Dyeing with Rosemary and Natural Color Book Review
I have two overgrown rosemary bushes just outside my kitchen door. They smell great but are poking through the railing and covering half the walkway. They needed to be trimmed but I always feel bad just composting a bunch of perfectly good rosemary. Luckily I had just gotten my hands on Natural Color by Sasha Duerr and in it was a recipe for natural dyeing with rosemary.
What a beautiful book! And with so many great dyeing projects to try. I zeroed in on the rosemary because I didn't have to go far to get the materials I needed. I have some other dyeing books which are great but I would have to go out into the woods to find a specific plants or purchase material on-line. Natural Color focuses on materials that are closer to home and more readily available.
This hibiscus dyed hat is one easy option. I have hibiscus tea in my cupboard and I know all too well how quickly that potent color can dye say...a white t shirt while you are just trying to have a relaxing glass of iced tea. But when used for good you end up with a gorgeous hat. But rosemary was my focus at the moment.
I started with a skein of wool yarn from Imperial Yarn in Oregon. I may live in Seattle but I am still an Oregonian at heart so I couldn't resist picking up this beautiful skein.
Once I unknotted the skein I loosely tied it with string in four spots. In the photo you can see that I did a sort of figure 8 around the yarn to keep it in place while in the dye bath. This step helps keep the yarn from tangling too much but you still want to be gentle when moving the yarn around in the dye bath.
Finally it was time to trim the rosemary. A general rule of thumb for natural dyeing is that you need double or even triple the weight of your material to be dyed in dye stuffs. That is to say, I put in twice the weight of rosemary as my skein of yarn weighed. This is just a general guide and obviously doesn't work for concentrates or things such as indigo which go through a fermentation process. But if you are just out picking flowers or shrubs then you can be less precise in your measurements.
After all, natural dyeing is really more of a fun experiment than an exact recipe. I do feel that natural dyeing should be done with an open heart and accepting mind so that no matter what color you get in the end you can be happy you got any color at all. And if you really hate the color you can always dye it again!
After about an hour of simmering the rosemary in just enough water to cover it I end up with this greenish yellow liquid. It looked a little uninspiring to me so I decided to throw in some old rusty nails.
My yard has a lot of junk in it- including old rusty stray nails- which I have been saving to use in my dyeing. The rust in the nails can change the colors of a dye bath and also act as a mordant to adhere the color to the fiber. So I plopped my handful of old nails in with the rosemary and let it all simmer a bit longer.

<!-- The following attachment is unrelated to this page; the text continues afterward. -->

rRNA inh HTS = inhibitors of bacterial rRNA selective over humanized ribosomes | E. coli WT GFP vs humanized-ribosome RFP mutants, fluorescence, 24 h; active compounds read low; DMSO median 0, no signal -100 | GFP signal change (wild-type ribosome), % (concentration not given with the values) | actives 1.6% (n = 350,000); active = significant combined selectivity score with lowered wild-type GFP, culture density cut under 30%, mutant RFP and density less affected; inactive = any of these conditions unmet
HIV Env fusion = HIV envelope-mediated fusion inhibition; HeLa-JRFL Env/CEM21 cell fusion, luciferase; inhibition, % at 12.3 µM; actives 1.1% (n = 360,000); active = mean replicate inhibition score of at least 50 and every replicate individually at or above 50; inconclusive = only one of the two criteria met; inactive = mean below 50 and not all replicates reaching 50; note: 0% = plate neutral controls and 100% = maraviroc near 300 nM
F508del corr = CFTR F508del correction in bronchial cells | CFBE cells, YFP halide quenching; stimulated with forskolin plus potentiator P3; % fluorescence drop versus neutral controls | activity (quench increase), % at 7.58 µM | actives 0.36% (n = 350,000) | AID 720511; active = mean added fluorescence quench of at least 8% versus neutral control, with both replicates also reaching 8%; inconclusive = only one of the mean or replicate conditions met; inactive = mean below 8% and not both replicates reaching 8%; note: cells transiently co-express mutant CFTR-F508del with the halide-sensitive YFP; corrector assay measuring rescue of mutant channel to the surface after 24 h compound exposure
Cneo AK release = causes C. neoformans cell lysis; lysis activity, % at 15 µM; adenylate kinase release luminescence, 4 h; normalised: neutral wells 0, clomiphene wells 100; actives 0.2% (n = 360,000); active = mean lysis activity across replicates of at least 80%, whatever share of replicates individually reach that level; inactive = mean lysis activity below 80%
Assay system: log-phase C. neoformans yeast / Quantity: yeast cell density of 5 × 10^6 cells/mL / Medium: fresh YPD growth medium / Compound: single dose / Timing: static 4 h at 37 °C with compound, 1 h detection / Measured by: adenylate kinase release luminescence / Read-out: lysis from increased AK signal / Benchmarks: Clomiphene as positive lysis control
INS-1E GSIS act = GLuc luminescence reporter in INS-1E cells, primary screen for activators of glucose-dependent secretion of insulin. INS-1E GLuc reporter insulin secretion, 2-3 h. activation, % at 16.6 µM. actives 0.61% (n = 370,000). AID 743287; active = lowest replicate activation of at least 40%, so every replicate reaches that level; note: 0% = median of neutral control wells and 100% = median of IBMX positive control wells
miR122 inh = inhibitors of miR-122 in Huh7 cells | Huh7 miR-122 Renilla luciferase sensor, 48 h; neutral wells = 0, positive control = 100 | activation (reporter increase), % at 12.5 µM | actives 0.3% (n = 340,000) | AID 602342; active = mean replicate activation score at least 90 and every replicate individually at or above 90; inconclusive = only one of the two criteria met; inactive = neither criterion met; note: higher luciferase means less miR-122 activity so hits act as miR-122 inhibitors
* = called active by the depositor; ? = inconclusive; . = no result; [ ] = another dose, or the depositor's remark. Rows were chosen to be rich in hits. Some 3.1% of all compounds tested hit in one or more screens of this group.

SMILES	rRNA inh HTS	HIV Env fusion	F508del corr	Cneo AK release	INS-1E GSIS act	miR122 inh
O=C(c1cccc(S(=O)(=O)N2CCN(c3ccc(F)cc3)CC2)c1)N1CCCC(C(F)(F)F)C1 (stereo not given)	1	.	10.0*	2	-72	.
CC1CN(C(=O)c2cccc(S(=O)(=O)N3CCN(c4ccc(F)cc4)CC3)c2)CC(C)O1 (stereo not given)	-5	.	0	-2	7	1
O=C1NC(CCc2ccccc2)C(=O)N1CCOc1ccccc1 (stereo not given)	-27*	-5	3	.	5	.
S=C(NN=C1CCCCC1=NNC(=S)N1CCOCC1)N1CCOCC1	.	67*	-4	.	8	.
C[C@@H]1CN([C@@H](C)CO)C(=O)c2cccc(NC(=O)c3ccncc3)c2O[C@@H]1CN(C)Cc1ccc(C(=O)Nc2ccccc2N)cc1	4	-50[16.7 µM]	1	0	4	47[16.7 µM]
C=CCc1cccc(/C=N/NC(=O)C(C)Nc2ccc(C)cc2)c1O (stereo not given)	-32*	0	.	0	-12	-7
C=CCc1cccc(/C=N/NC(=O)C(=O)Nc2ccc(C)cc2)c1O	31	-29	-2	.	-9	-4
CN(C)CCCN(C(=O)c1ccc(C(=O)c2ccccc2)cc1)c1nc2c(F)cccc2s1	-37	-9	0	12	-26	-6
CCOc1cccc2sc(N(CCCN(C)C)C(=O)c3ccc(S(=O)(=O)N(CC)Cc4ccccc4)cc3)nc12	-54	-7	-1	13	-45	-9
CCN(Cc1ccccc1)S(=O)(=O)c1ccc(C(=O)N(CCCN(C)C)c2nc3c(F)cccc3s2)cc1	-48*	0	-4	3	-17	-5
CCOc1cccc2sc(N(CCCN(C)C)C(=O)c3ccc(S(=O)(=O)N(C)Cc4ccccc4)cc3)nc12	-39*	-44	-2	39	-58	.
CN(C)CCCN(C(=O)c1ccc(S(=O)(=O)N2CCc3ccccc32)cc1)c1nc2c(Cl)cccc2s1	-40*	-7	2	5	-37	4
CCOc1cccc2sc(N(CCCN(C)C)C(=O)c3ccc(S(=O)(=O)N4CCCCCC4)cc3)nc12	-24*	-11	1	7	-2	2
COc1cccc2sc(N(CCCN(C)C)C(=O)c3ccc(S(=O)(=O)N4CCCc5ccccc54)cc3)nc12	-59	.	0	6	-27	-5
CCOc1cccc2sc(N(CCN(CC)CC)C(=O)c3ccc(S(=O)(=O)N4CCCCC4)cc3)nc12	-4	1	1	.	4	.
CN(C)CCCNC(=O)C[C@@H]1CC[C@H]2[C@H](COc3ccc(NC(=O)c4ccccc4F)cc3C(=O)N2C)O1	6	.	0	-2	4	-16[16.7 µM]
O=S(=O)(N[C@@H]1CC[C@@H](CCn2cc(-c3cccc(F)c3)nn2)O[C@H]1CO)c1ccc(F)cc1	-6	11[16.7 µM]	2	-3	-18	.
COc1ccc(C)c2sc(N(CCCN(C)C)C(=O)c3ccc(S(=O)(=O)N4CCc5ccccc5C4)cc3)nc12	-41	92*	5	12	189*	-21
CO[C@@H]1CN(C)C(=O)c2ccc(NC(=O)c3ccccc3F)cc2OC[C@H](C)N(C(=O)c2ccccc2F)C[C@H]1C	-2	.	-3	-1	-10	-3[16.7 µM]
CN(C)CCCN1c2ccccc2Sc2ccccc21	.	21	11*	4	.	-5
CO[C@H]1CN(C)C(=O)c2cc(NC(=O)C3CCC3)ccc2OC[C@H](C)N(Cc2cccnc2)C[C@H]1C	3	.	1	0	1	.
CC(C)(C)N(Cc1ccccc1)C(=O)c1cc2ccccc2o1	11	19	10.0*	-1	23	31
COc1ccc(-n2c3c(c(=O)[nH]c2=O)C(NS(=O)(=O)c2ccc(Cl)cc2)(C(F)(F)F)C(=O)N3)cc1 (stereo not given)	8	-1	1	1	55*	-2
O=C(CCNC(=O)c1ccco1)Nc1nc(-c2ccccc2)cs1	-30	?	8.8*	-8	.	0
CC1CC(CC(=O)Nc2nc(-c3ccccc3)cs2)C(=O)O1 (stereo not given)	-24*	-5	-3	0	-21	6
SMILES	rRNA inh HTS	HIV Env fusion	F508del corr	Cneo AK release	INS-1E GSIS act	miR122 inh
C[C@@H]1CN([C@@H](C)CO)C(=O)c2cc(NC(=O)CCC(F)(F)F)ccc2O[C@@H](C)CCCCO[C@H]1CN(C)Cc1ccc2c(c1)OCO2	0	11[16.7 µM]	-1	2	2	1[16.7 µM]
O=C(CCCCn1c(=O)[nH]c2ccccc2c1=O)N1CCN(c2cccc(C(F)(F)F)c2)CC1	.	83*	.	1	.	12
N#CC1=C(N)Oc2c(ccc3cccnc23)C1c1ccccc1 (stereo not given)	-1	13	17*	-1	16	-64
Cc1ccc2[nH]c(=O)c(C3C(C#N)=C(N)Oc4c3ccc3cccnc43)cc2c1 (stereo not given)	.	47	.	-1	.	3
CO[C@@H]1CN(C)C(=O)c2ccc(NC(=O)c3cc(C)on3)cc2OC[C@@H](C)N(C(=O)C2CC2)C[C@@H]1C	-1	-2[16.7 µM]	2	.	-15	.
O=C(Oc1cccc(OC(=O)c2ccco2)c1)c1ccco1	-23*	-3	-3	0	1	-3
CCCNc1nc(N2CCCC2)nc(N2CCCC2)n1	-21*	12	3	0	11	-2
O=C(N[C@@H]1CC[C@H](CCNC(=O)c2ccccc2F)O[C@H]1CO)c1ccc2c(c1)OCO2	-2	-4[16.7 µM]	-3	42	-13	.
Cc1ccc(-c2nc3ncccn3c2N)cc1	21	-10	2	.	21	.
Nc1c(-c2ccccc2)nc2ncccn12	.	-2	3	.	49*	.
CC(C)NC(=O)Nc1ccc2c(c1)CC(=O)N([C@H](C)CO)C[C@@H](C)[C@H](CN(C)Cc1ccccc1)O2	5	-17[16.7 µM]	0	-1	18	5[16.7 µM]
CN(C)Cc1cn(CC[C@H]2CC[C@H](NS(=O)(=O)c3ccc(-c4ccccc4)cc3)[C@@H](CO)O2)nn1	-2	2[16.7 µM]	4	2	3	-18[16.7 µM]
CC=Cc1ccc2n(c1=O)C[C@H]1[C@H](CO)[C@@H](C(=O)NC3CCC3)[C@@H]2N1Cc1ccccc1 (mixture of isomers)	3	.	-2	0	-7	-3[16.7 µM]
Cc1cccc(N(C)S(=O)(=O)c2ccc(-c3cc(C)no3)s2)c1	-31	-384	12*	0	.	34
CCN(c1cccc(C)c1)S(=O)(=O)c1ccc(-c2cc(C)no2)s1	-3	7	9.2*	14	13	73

I forgot to take a picture of what the dye bath looked like after I put the nails in but you can see that the end color of the yarn was certainly not that weird yellow color.
The yarn was in the dye pot for a little over an hour. For about half that time the heat was on and simmering and the rest of the time I just let it sit. If you want darker results then try more time in the pot. Up to 24 hours could dramatically change the color. Although I will say that it is really hard to judge the end color of the yarn when it is still wet. If you save the dye bath you can always plunk the yarn back in there if it is not dark enough for your liking.
There are also color variations to the yarn. I didn't stir it much so the yarn at the bottom got more color than the yarn at the top. And there are even some dark spots where bits of nails contacted the yarn and imparted even more color.
I did take the rosemary out of the pot before putting in the yarn but I didn't bother to scoop out all the nails. I personally really like the variations in color and added dark spots. I think it gives it character and depth.
Although this color is not the most beautiful green I have ever seen my husband quite liked it and requested I make him a hat out of this yarn.
As for the rest of the Natural Color book there are many more dye stuffs to try.
And there are more natural dyeing ideas in this book than just yarn and fabric. Above is an example of using natural dyes as a type of wall wash to add texture and interest to a room. Once you start thinking outside the box, or skein, there are so many more applications for natural dyeing.
In the end I found the book Natural Color to be beautiful, inspirational and instructional. If you want to expand your natural dyeing beyond skeins of wool and yards of cotton then this is a great book that will help you in your journey to create beautiful and unique items.
And don't forget to check a handful of old nails in the dye pot on occasion- just to see what happens.